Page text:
Temple Emanuel Board of Trustees: Resolution
We are instructed in the Holiness Code (Lev. 19:33) to take to heart the lessons of our own Jewish history by treating aliens in our midst with justice and compassion: “When a stranger sojourns with you in your land, you shall do him no wrong. The stranger who sojourns with you shall be to you as the native among you, and you shall love him as yourself for you were strangers in the land of Egypt.”
Judaism affirms the supreme value of human life and the equal dignity of every human being. The prophets of Israel bade us to pursue justice, seek peace, and build a society of loving-kindness among all of God’s creatures.
In 1985 the Union for Reform Judaism (URJ) adopted a resolution entitled Refugees and Sanctuary (https://urj.org/what-we-believe/resolutions/refugees-and-sanctuary) with respect to the Central America refugee crises, urging congregations and their members to provide sanctuary in one or more of its forms to Central Americans and other refugees who request safe haven out of fear of persecution upon return to their homelands, including advocacy for fair and impartial application of the Refugee Act of 1980. The Resolution further urged congregations and their members to join with like-minded groups to ask local governments to declare themselves sanctuary cities, and to provide material and financial support to organized religious or humanitarian entities with aid earmarked for persecuted individuals, and refugees.
In light of anti-immigrant pronouncements during our recent national election, suspension of existing compassionate deportation policies which prioritized immigration enforcement to focus on undocumented immigrants who had committed criminal acts or were deemed otherwise dangerous and withdrawal (in six months) of the Deferred Action for Childhood Arrivals (DACA) program, and threats of increased random raids and detentions by the U.S. Immigration and Customs Enforcement (ICE), the URJ Judaism recently reaffirmed the 1985 Resolution and its support for immigrants seeking safe haven and due process of law in its 2017 Resolution on Protecting Individuals at Risk of Deportation from the United States (https://urj.org/what-we-believe/resolutions/resolution-protecting-individuals-risk-deportation-united-states) (“2017 Resolution”).
In the 2017 Resolution, the URJ, citing the failure of Congress to enact comprehensive immigration reform, again urged congregations to explore various responses to this humanitarian crises by supporting extension of the DACA program, comprehensive immigration reform, implementation of the Deferred Action for Parents of Americans and Lawful Permanent Residents (DAPA) program.In the 2017 Resolution, the URJ recommended that congregations, after discussion within their membership and with legal counsel, respond to the need to protect the lives and well-being of undocumented immigrants at risk of deportation by adopting a plan that could include one or more elements, ranging from providing shelter sanctuary for individuals, urging local governments to declare themselves sanctuary jurisdictions, advocating for comprehensive immigration reform which provides a pathway to citizenship for undocumented immigrants, reinstates the DACA and DAPA programs, provides for keeping families together and provides for the needs of employers.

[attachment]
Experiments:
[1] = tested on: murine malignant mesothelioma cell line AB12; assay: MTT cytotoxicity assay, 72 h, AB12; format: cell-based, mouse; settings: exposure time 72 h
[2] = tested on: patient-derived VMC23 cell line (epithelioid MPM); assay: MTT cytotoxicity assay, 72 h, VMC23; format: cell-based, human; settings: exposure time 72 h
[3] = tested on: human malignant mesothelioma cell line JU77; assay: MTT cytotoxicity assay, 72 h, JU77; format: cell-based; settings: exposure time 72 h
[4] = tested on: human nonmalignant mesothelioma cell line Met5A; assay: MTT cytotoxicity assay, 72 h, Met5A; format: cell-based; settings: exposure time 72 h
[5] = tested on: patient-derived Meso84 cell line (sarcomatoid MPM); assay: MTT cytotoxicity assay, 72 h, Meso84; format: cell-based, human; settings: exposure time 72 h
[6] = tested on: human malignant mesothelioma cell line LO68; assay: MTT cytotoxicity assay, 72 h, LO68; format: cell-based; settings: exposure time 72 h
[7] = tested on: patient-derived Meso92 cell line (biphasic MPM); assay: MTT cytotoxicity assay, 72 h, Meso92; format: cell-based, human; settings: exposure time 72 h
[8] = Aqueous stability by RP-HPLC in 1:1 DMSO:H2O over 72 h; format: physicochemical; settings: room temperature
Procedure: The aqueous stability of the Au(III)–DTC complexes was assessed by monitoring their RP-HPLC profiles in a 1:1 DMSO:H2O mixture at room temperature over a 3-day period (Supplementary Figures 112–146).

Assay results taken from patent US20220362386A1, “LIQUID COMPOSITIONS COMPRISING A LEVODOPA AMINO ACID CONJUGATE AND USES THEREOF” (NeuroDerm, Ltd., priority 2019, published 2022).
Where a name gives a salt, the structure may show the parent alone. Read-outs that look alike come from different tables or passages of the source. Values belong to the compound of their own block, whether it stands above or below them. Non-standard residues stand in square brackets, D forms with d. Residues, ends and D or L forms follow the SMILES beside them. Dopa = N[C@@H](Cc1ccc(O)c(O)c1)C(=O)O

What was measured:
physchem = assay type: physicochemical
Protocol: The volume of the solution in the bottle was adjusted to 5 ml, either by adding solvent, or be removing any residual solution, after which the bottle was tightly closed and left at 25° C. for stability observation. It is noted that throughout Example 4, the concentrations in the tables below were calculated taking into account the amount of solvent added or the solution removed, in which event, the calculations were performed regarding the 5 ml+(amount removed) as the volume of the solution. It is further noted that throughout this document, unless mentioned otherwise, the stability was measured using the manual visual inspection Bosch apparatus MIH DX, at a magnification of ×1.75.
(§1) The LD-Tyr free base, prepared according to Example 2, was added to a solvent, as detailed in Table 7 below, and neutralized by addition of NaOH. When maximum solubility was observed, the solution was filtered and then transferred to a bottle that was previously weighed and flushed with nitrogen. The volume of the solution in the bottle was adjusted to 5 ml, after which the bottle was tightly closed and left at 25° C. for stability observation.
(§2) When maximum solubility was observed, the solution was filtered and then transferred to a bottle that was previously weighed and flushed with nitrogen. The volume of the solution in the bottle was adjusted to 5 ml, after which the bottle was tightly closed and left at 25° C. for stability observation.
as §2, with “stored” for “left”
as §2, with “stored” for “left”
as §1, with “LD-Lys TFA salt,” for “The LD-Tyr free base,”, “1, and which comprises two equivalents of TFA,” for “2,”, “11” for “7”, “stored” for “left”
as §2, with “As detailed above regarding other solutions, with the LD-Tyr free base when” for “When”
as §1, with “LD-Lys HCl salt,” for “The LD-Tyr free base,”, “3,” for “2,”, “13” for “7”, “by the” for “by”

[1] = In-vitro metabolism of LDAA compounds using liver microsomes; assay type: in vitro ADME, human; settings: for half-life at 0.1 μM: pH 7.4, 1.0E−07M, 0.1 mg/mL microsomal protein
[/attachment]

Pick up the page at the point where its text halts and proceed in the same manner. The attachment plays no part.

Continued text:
THE TEMPLE EMANUEL BOARD OF TRUSTEES RESOLVES TO:
- Endorse the humanitarian motives and goals of the current Sanctuary movement and the URJ 2017 Resolution on Protecting Individuals at Risk of Deportation from the United States, and
- Support extension of the Deferred Action for Childhood Arrivals (DACA) program in its prior formulation, including adoption of clean legislation legally formalizing the program, and
- Request that the Temple Emanuel Community Social Action Council create a study-group which engages the congregation, to review and recommend appropriate compassionate actions in support of the Sanctuary movement which may include, for example, providing financial or other material support for other faith communities providing physical sanctuary to undocumented immigrants, allying with other humanitarian groups which are taking action in support of undocumented immigrants, create opportunities to engage in direct advocacy and service, including partnering with existing immigrant service organizations, and urging local governments to continue policies which explicitly or implicitly create “sanctuary” jurisdictions.